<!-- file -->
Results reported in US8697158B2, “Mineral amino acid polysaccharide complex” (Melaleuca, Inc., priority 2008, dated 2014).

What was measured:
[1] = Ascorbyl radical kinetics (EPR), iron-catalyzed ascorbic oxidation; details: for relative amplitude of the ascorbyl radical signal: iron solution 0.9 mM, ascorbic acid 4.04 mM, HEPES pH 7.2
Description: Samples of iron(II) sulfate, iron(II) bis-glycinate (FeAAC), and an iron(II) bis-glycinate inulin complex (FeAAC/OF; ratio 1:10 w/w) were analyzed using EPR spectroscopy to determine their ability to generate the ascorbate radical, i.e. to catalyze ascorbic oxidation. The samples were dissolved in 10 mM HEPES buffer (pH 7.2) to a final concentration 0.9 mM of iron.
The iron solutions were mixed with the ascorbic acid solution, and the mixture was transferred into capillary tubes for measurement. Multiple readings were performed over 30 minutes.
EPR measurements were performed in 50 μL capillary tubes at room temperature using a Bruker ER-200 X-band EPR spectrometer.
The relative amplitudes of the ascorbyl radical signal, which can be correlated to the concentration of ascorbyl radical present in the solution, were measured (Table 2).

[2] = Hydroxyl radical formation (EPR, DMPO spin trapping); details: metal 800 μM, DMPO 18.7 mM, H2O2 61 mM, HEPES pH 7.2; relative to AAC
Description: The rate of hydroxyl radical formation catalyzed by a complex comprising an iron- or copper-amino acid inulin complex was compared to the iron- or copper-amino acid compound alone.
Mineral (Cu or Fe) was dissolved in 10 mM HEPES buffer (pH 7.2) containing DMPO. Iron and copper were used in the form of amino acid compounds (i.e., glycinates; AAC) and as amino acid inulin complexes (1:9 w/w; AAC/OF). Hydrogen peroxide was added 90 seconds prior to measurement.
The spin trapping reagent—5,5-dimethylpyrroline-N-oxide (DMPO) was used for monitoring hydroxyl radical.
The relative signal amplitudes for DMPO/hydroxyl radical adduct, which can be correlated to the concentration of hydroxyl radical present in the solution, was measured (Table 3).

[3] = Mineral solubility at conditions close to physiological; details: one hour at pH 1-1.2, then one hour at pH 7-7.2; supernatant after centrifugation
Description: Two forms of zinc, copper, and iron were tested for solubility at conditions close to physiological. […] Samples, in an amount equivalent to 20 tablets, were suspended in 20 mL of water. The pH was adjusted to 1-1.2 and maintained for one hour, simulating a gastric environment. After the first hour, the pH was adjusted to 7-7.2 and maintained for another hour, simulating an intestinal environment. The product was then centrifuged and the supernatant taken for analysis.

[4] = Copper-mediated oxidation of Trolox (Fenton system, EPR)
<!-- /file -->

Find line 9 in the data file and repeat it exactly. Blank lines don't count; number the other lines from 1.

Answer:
Description: The rate of hydroxyl radical formation catalyzed by a complex comprising an iron- or copper-amino acid inulin complex was compared to the iron- or copper-amino acid compound alone.